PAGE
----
[development] sandbox, project nodes, release nodes, and drupal.org's contrib CVS repo

Derek Wright drupal at dwwright.net
Mon Dec 18 02:07:37 UTC 2006

wow, go offline for a few days and behold the mayhem that can break  
out on this list. ;)

personally, i wasn't in favor of disabling the sandbox in the first  
place, and am happy to see the change reverted.

that said, after reading all the related threads, i've noticed a few  
important misconceptions about how project nodes, release nodes, and  
our CVS repository interact with each other.  i'll grant that all of  
this has been in flux (hopefully for the better) for the last year,  
but i think it's essential to clear these up as this discussion of  
the sandboxes evolves:

- you do *not* need a project node before you can add a directory to  
the contributions/modules or themes directories.  in fact, it's the  
other way around... the directory must exist in CVS before you can  
add the project node that points to it.

- you *must* have a valid CVS account before you can add a project node.

- before, project nodes were unpublished until there was a tarball  
generated for that project.  this was (IMHO) a hack to get around the  
problem that we didn't want to maintain both a list of users with CVS  
accounts and a corresponding drupal role.  so, anyone with an account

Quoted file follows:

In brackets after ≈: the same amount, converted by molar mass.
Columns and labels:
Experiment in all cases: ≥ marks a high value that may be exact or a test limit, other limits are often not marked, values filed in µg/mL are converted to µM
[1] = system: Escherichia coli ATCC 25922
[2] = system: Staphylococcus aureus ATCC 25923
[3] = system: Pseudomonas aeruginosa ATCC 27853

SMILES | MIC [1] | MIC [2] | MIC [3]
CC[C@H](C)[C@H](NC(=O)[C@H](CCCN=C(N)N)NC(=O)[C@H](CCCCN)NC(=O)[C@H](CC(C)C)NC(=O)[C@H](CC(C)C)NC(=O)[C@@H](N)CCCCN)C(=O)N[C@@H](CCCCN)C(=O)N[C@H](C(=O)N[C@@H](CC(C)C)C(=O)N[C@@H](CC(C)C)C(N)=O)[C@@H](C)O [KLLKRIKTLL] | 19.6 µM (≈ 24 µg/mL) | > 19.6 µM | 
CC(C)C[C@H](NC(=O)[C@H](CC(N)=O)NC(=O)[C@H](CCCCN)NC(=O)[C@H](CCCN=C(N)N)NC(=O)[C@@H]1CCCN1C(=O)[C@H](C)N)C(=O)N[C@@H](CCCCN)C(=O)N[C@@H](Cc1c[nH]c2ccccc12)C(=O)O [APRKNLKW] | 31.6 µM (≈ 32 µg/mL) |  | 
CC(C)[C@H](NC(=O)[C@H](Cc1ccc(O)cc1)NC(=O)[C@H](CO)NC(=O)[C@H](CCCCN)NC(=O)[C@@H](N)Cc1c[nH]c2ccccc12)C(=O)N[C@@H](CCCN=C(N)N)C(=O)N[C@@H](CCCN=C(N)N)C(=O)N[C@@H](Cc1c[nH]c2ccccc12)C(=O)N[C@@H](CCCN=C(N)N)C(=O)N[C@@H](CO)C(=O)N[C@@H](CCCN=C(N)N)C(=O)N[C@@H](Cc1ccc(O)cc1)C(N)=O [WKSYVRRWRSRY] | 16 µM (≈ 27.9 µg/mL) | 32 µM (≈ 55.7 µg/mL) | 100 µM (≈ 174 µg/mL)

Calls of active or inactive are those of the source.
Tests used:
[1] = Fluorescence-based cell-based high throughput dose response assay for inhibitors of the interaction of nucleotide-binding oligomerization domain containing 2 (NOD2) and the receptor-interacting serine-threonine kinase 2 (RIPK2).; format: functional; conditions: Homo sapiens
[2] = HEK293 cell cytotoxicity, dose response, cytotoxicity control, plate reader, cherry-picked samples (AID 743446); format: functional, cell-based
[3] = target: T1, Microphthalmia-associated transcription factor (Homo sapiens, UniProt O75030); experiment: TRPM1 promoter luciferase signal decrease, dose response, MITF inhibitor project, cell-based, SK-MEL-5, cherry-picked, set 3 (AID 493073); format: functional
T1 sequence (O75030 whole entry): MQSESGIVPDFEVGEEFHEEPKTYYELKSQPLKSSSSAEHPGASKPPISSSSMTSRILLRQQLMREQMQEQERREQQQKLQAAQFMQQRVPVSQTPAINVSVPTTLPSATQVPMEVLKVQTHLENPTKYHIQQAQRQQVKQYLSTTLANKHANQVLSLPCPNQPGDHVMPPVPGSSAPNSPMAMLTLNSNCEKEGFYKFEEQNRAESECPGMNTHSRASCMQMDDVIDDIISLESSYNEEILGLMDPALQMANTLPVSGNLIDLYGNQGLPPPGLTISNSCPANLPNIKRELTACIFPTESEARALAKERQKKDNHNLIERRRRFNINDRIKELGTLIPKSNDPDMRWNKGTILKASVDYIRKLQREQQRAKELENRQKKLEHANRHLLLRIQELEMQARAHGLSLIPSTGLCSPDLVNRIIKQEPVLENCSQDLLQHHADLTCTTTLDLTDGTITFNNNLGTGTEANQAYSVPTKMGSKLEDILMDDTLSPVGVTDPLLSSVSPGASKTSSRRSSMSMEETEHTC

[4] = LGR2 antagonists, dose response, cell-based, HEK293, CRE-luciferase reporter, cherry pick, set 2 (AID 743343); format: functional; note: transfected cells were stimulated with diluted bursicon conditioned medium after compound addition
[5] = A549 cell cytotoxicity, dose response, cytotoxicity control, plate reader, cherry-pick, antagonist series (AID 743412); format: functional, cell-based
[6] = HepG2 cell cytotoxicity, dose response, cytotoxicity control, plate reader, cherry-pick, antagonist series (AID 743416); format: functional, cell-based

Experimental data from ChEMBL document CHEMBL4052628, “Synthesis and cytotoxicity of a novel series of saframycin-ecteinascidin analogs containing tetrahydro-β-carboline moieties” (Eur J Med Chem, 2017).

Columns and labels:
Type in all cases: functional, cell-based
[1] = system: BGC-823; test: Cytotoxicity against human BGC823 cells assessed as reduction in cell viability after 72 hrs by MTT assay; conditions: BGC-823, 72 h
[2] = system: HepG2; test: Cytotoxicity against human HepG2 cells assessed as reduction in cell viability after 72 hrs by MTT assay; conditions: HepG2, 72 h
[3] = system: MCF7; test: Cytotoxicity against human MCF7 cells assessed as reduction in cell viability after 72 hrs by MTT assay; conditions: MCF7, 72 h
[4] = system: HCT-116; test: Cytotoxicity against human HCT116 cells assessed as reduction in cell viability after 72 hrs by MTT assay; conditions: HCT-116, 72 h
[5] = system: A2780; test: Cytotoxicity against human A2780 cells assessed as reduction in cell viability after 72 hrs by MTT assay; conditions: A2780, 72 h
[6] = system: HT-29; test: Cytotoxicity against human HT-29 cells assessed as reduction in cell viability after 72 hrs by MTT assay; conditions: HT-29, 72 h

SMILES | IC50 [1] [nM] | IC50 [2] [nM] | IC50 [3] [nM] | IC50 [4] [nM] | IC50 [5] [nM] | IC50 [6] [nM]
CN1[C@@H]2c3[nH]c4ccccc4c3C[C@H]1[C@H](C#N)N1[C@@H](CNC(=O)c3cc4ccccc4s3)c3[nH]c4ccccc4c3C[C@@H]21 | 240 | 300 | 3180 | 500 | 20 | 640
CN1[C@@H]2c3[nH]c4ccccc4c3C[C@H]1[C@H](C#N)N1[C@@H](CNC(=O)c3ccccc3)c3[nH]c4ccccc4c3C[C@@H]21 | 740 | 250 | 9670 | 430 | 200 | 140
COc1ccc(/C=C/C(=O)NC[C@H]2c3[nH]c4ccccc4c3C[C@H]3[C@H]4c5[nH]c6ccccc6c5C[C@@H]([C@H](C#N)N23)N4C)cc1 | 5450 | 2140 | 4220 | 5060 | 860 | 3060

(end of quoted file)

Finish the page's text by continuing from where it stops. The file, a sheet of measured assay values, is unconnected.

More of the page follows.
on d.o used to be able to create a project node for something, but  
only once their CVS account was approved, and they committed code,  
and the packaging script ran, was a tarball generated and their  
project node published.  now, only people w/ CVS accounts can make  
the project nodes, so they get published right away, and the  
existence or not of a release associated with the project has no  
bearing on if the project node is published, (and therefore, if the  
issue queue works, etc).

- you *need* to have a valid *release* node for a project for it to  
appear in the project browsing pages (the "Downloads" tab on d.o,  
a.k.a http://drupal.org/project/Modules etc).  those pages basically  
say "show me all the projects that have a release that matches the  
version i'm looking for".  no release means you don't show up there.

- our CVS access control (the "CVS access" tab on projects) only  
kicks in once there's an actual project node for a given directory in  
the repository.

- creating a DRUPAL-4-7 branch for your project no longer  
automatically creates releases for it.  so, you can even branch/merge  
your code before it's ever got releases (and therefore, visibility in  
the project browsing pages).

here's an imaginary story for how all of this works together to give  
us some better alternatives than the sandbox for code in various  
states of not-yet-ready-for-end-users:

a few folks want to collaborate on a new contrib module.  no one is  
sure if it'll work, or who's going to maintain it, but they want to  
start hacking now.  they add it as a new directory in contributions/ 
modules but DO NOT create a project node yet.  anyone w/ a CVS  
account can collaborate in there, but it's basically invisible to end  
users[1].  later, they decide they want to start using an issue queue